Santa Ana Winds and Dust Identification

It is that time of year again, to observe Santa Ana Wind events for Southern California. On 15 October 2018, an upper-level trough advected into the southwestern United States (i.e. see GOES-16, Upper Level Water Vapor imagery below), produced cold air advection aloft, and brought strong subsidence (i.e. sinking motion) to the surface. The strong subsidence, brought cold, dry, and fast, downsloping winds along the Sierras, towards the coastline. The downsloping winds produced compressional warming, a process that warms the surface air tens of degrees fahrenheit over a short period of time. The following satellite imagery and surface observations of the event are taken between 9-20Z, 15 October 2018.

GOES-16 -> Upper Level Water Vapor (6.2um) : 12-20Z, 15 October 2018


Surface Wind Observations: 10-20Z, 15 October 2018

Note the strong, northeasterly winds in Southern California, with wind gusts over 40 mph. Additionally, notice rapid warming of air temperatures along with a significant decrease in dewpoint temperatures, especially along the coast.


GOES-16 -> Low Level Water Vapor (7.3um): 17-20Z, 15 October 2018 

A rapid warming of Brightness Temperatures (BT), represented by pink and yellow colors, advects from northeast-to-southwest bringing warm, dry air to the Los Angeles Metropolitan area. Note, the wave-like patterns produced off of the Sierras create turbulence in the boundary layer, and are hazards for the aviation industry.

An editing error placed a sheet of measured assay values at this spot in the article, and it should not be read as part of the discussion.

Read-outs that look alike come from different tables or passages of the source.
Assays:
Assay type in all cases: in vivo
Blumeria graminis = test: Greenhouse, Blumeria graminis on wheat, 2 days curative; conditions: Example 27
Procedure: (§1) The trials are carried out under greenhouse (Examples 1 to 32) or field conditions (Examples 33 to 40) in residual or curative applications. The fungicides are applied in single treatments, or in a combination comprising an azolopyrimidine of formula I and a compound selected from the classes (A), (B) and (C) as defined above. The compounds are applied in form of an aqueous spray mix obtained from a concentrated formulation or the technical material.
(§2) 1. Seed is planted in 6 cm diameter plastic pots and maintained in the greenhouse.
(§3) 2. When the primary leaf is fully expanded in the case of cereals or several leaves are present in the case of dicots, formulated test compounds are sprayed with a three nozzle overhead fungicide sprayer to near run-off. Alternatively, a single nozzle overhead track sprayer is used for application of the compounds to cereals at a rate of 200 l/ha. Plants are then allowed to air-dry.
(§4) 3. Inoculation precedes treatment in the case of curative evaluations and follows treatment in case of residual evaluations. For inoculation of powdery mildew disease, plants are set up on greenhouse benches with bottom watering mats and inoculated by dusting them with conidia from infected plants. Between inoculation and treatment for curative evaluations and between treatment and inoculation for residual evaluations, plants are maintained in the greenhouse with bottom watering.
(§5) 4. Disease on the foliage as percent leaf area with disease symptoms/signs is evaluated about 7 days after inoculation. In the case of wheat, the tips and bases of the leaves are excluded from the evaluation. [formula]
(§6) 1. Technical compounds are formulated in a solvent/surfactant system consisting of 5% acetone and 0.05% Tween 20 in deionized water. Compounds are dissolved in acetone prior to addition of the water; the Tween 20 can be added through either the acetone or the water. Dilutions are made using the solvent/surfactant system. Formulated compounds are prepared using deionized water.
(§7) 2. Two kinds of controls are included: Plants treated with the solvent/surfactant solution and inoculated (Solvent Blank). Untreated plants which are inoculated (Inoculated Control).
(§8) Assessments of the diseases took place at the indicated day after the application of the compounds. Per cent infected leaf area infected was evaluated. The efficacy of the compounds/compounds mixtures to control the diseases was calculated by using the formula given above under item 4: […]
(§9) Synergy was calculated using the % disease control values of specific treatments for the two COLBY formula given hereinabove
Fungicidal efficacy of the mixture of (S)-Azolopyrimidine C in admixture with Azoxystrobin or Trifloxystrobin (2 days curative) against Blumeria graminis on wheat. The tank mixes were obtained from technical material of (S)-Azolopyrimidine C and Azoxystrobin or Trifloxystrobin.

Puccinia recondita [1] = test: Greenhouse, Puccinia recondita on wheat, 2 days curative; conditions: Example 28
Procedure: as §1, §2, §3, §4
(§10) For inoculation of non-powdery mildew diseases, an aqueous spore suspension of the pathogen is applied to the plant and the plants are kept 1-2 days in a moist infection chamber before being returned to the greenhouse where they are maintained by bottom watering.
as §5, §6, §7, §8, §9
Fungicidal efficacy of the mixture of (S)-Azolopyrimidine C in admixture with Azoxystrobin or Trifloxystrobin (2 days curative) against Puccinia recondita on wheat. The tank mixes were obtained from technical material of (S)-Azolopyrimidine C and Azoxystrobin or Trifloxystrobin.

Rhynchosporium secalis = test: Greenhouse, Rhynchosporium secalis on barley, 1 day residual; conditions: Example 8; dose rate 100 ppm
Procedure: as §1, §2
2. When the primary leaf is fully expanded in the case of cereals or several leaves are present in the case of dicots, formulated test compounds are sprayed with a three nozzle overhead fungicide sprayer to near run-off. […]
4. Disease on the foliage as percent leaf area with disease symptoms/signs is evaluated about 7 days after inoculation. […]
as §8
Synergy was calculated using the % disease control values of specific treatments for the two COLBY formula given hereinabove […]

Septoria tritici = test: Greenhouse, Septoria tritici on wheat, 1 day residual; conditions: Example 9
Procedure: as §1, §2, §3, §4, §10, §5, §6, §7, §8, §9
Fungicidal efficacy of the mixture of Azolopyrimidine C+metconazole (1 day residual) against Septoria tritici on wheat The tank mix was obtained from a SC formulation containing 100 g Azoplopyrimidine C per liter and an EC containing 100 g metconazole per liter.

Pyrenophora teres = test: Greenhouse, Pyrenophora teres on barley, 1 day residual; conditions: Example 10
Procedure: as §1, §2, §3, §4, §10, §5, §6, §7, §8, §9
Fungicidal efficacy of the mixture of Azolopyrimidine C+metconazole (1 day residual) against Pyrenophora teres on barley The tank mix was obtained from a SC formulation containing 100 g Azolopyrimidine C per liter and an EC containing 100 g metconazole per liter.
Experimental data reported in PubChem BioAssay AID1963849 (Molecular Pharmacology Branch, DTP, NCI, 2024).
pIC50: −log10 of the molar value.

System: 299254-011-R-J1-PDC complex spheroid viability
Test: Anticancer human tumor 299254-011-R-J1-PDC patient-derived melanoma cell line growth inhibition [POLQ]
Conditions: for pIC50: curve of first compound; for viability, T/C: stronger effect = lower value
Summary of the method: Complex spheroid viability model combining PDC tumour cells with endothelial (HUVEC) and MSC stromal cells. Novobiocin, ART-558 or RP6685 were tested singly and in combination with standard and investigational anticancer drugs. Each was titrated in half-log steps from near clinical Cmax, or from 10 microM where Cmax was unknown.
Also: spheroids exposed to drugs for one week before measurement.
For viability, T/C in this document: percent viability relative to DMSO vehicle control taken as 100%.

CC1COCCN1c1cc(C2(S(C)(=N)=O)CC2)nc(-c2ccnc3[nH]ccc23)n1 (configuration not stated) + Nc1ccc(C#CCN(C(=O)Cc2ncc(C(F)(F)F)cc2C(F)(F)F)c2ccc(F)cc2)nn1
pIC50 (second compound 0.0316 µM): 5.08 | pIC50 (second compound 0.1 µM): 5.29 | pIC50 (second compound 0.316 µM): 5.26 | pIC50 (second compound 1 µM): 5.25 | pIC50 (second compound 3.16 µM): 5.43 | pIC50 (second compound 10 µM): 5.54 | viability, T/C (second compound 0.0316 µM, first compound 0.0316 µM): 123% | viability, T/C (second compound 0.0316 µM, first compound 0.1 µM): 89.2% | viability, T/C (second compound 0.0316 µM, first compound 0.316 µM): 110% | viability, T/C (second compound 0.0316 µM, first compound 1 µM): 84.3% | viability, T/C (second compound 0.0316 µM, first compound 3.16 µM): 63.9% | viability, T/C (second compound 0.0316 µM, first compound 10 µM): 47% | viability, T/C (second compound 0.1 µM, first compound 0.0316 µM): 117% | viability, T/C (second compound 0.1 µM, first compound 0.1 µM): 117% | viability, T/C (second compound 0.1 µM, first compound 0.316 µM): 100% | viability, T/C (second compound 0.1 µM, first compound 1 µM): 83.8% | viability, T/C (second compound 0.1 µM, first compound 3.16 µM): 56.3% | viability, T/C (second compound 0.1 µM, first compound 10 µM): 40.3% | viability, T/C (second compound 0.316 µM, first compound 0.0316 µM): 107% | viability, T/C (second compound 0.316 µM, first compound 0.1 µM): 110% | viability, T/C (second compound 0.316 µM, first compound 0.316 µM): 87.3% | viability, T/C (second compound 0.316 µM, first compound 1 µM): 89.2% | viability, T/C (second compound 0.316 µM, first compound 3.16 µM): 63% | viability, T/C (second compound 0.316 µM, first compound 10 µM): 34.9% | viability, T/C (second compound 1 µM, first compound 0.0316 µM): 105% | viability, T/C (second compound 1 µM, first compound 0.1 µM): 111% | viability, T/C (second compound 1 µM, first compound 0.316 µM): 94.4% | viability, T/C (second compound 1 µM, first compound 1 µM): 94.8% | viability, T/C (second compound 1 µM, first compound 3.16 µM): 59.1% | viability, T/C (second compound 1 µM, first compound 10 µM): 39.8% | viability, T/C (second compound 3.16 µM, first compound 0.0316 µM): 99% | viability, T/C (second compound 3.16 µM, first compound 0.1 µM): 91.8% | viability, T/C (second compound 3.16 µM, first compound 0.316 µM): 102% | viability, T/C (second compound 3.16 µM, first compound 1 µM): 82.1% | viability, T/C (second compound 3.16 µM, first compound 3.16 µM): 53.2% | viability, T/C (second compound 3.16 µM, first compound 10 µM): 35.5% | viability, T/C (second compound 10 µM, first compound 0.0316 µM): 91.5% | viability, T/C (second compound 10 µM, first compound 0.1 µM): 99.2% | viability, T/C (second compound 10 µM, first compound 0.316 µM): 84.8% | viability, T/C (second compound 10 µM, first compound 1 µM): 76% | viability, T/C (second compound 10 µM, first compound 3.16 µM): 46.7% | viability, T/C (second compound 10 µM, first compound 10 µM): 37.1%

Microwave Sensors -> CIRA Advected Layered Precipitable Water (CIRA-ALPW): 9-18Z, 15 October 2018 

Another way to see how dry the surface air is, one can use the CIRA-ALPW product, comprised of microwave data. CIRA-ALPW estimates the precipitable water (i.e. moisture content) within a vertical column of the atmosphere. Unlike other precipitable water products, CIRA-ALPW produces precipitable water values within four layers of the atmosphere (i.e. surface-850mb, 850-700, 700-500 and 500-300mb) and utilizes GFS model winds in the algorithm. In the following CIRA-ALPW, surface-to-850mb video, see the moisture gradient, and dry air (i.e. low TPW values) shift southwestward, towards the coastline.


GOES-16 -> Split-Window Difference (10.3um-12.3um): 17-20Z, 15 October 2018  

The Split-Window Difference product shows areas of dust, produced by the high winds, seen within the black ellipses. Regions of low-level dust are denoted as negative values, and represented by dark brown signatures. The Split Window Difference product identifies these areas as dust, due to the 10.3um Brightness Temperature (BT) is colder than the 12.3um BT; where silicates in dust are absorbed in 10.3um.


GOES-16 -> GeoColor: 17-20Z, 15 October 2018